Now you’re making me work! Let’s see, I finished the first draft of the book a little over two years ago. The biggest initial change was the character count. In the first draft there was no uncle for our heroine, or half-sister. As for hard or easy, writing for me is a very fluid state, I just go wherever the characters lead, in that regard it just flowed. In terms of process I write straight through until the first draft is finished. I let it sit for about a week without reading it and try to pick it up with a fresh eye. I make a ton of revisions and then I ask readers to give me feedback, and by readers I mean my husband and next door neighbor. With this book my agents gave me a set of notes for revisions, and after it went to the publisher (ex-publisher: click here for explanation) I worked with the gentleman you introduced me to, Robert Winter, for line by line scrutiny. He paid particular attention to maintaining narrative tone, clarity, and gave me extensive notes on enhancing and defining the text.
Joe Merlin, the crass, corpulent, producer was really fun to write. And then there were characters I kinda loved. Like the heroine’s father (I wonder why?) and the smart-talking barista in the coffee shop across from “Eminence Towers” and the Church of Clientology.
The dialogue for Cole Starkey and Bob Brown is, in particular, often hilarious. Was it easy to get into the rhythm of writing for those two at times reprehensible but ultimately likeable Hollywood dinosaurs?
I had Bob Brown’s distinctive patois down pat, right? Because I was listening to someone similar since the beginning of time—well—my time, at any rate. Cole was easy as well, I drew on voices from when I was a kid and living in London, but that was long ago. His dialogue got updated and refined by the Mr. Winter (your countryman) who I was referring to earlier.
Well, I do know Mr Winter and though he is not the world’s greatest extrovert, I fear your praise will cause his head to swell and make him insufferable! (Winter, if you read this: Sorry, but what are friends for!)
You’re going to laugh, George, but I didn’t find writing the novel in any way difficult. Now if you want to talk about writing the weblog, that has its difficult moments. Breaking it down I’d say writing a novel is spinning a yarn, telling a tale, crafting a story. There’s a beginning, middle, and end. A weblog is a continuum. (By the way, I hope you appreciate, you who are from the UK, that I am not using the more Americanized term: blog.) Back to the difficulties in writing a weblog—it’s more of a running commentary—sometimes it resonates with readers, and sometimes it doesn’t. It’s much more temporal.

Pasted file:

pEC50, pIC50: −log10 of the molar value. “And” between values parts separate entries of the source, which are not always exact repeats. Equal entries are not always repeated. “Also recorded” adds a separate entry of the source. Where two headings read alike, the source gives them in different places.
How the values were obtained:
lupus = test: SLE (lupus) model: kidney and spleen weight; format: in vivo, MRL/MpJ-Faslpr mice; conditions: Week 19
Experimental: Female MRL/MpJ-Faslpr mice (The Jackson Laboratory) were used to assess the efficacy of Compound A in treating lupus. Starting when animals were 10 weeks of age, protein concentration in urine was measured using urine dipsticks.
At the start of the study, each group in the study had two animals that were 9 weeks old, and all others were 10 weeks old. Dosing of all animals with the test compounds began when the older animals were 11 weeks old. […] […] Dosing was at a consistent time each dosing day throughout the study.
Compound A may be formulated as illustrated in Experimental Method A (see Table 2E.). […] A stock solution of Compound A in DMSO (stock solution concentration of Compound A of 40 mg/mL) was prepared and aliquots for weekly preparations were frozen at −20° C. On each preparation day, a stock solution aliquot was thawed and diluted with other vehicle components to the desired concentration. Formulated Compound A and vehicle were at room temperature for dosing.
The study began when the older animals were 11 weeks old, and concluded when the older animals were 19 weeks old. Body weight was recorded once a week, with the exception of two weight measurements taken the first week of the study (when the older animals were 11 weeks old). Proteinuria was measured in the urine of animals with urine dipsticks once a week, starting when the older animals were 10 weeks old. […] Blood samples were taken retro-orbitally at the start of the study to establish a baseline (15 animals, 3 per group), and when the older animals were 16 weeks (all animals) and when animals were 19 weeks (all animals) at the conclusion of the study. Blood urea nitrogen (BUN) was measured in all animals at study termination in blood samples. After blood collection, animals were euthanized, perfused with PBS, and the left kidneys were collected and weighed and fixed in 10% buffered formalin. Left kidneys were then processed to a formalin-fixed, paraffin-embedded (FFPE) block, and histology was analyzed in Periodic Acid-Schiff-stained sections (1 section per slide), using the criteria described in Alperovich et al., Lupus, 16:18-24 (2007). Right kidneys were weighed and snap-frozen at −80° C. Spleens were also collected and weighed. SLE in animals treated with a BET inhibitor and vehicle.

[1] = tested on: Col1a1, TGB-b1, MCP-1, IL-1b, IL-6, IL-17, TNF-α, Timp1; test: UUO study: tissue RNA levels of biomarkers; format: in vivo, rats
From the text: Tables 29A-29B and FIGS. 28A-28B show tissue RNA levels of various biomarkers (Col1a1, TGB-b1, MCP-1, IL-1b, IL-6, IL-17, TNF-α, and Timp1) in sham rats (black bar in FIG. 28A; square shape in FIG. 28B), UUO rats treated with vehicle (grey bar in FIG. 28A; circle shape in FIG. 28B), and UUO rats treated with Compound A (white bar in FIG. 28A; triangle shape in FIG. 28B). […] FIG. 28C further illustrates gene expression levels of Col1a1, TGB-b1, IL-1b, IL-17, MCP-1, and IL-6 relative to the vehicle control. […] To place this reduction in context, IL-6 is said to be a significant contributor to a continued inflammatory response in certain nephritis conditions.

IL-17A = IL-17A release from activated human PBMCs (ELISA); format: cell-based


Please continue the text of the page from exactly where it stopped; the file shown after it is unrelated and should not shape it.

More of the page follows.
Ah. Sex. There was a lot less in the novel in the first draft, and then I started getting feedback. My next door neighbor said, “Write the sex! You just glossed over it!” My first thought was, why write it? Everyone knows what sex is like. And then it dawned on me that sex is different for everyone. And how a character experiences sex, or perceives of sex, says a lot about them.
Hey, how a person perceives sex says a lot about them? Is there anything wrong with dressing in a bunny suit? Uhhh, never mind…! Of all the various tools at your disposal when writing, which do you feel you are most skilled at using? Plotting? Characterization? Dialogue?
Dialogue! Followed by characterization. My personal Max Perkins***, also known as Robert Winter, said something I liked about the characters. He said they had a pungent realism. That’s aces for an author to hear, coming from an editor. I hope the plotting made sense, it seems to derive from what the character’s are doing.
[*** William Maxwell Evarts “Max” Perkins September 20, 1884 – June 17, 1947, was the editor for Ernest Hemingway, F. Scott Fitzgerald…via Maxwell Perkins – Wikipedia, the free encyclopedia.]
The good thing I got from writing screenplays was a sense of pacing, in a movie you never want to lose the audience’s attention, I was conscious of that while I was writing the novel. The other benefit from screenplays is knowing how and when to use dialogue. The major difference between novel and screenplay is written description. In a script it’s brief, just the barest information. I had to wean myself off of that. I had to describe the world of the novel much more clearly.